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We’re all storytellers creating stories all day, every day with our thoughts and internal dialogue. It’s these stories, or beliefs, that actually determine how we feel about everything in our lives including work, home, relationships, and most importantly, ourselves.

Naturally, if you change the story you tell yourself, you can change how you feel, and as a result, you can change your life.

So, what about your story? What do you believe about yourself and your reality? Is your perception empowering or distracting you from creating a connected, accomplished, joyful, life? If not, change the story you tell yourself. It doesn’t even need to be true. Make it up. Have fun with it. Make your story one you love hearing.

The key lies in the ability to recognize undesirable thoughts, set them aside, and create the freedom to proceed with the adventure of manifesting the most desired, empowered, meaningful choices. It’s essential to listen to your story as a regular practice. You’ll be amazed by the difference a great story can make in your relationships, work, and how you feel about yourself.


If we accept our pain, if we open, take pause and reflect, we may be inspired to make different choices, to perhaps move onto a new path, becoming redirected and renewed as part of the process.

Acceptance May Reveal Opportunity

Many years ago, following a long-term marriage that ended in divorce, I was a complete blank when trying to envision my future. I was without direction and caught in a web of unhappy thoughts. My inner compass was seemingly out of reach.

I eventually thought traveling for a bit might help, but I was so lost, I had no idea where to go. And I couldn’t understand where my former clear-thinking self had gone.

I even tried a technique I read about for accessing messages from the unconscious. You write a question with the hand you normally use and then switch the pen to the other hand to receive the answer.

I wrote: Why can’t I hear a specific answer?

The response from my undisciplined hand read: You are a woman in love with struggle!!

That ruffled me in a big way, so I gave it a rest until a close friend reminded me that I was especially fond of Greece. Just the idea of it gave me glimmers of joy, so I decided to return, since tourist season wasn’t for months, and I would have the advantage of reduced rates and quiet surroundings.

I opted for Santorini as a first stop, but as I lifted my suitcase from the baggage carousel something popped in my back which immediately triggered sciatica pain down both of my legs. By the time I reached the hotel, I could barely move. This obviously, was not convenient for someone traveling alone.

I hobbled into bed trying to get comfortable, hoping to free myself from the pain when it occurred to me that this predicament was a metaphor for my life. I have always avoided pain. I wondered what would happen I embraced it. Would it make a difference?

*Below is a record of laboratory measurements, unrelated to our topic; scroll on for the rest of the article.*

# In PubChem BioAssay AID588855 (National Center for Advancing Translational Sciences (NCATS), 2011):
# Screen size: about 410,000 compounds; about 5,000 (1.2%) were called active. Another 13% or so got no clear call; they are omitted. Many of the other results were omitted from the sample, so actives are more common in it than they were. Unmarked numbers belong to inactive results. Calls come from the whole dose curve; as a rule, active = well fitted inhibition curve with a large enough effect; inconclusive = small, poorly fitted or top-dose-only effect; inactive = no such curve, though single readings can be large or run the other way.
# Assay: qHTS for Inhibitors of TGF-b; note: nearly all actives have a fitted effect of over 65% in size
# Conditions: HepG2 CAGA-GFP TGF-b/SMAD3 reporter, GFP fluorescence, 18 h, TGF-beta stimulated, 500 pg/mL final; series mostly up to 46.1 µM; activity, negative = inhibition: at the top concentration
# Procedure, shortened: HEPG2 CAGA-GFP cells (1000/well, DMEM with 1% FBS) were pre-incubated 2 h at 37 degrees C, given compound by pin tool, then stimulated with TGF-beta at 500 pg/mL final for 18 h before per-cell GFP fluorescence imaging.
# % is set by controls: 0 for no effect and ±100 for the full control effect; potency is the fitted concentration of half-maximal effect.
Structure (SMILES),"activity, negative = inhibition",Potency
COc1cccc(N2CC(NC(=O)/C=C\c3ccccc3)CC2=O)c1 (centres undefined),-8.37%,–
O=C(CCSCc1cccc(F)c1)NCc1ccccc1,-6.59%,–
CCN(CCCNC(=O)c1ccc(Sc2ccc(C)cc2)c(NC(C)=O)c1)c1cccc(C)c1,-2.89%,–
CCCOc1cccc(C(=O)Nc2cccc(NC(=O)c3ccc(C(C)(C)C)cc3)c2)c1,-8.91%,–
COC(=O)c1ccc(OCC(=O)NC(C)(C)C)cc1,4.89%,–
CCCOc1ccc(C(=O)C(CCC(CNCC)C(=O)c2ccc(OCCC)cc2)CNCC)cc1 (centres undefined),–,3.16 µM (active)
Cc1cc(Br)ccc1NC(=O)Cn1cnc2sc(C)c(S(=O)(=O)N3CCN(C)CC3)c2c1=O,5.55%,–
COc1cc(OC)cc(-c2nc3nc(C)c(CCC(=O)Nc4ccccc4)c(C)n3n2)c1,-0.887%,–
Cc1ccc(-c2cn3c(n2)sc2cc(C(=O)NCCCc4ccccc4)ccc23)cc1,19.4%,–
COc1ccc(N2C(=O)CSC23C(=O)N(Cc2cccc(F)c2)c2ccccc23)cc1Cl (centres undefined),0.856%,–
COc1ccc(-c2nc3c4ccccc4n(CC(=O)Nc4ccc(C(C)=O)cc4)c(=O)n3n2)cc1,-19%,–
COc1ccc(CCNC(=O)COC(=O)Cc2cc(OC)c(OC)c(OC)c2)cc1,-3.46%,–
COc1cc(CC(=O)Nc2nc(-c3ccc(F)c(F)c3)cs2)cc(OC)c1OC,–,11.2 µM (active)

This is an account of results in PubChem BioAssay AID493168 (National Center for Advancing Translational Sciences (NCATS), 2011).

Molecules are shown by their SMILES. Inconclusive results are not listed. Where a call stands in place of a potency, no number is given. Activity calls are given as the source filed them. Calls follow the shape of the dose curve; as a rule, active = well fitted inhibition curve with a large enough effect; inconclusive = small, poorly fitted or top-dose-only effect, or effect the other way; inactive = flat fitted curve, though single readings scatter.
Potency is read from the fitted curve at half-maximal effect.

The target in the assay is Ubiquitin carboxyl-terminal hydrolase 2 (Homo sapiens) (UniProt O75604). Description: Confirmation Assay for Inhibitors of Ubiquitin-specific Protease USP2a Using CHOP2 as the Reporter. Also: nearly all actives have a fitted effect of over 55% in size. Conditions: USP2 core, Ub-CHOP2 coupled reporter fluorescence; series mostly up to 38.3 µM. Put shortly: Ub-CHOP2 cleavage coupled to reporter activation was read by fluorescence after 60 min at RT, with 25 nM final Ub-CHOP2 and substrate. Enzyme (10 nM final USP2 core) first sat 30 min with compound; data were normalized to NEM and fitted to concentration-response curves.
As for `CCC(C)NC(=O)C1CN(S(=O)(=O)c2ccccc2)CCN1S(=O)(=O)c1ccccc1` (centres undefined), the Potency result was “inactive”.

I did not think of anything other than greeting the pain. I did not try to make it stop. I was there with it, present, waiting to see what transpired. I even asked what it wanted; what it needed. Amazingly, after a short time, it stopped! I couldn’t believe it! I moved cautiously. I got up slowly and walked around. It was absolutely gone!

I wondered if all pain is the same regardless of whether it’s physical or emotional in nature. What would happen if I met my emotional pain without resistance? Would I move through it more quickly? The idea of this was exciting. I realized that if I react by spending my energy trying to escape pain, my focus becomes the escape, rather than the pain. And if I fail to be present for the pain, I may miss its message.

This put things in a different perspective. Pain, whether physical or emotional, is a natural part of our humanness. It’s a response not something to resist or fear. If we accept our pain, if we open, take pause and reflect, we may be inspired to make different choices, to perhaps move onto a new path, becoming redirected and renewed as part of the process.

Ever since that night in Santorini this epiphany has been with me, especially this past year while sheltering place. It definitely helped keep things in perspective. Afterall, who among us does not experience challenge? Recognizing that there may opportunity accompanying ‘darkness’ can be a genuine comfort. In other words, we can choose to accept our circumstances, reflect on them, and begin anew. The key is remembering that choice is part of every moment, empowering us to pause and decide which thoughts and actions will feel good and take us where we want to go.

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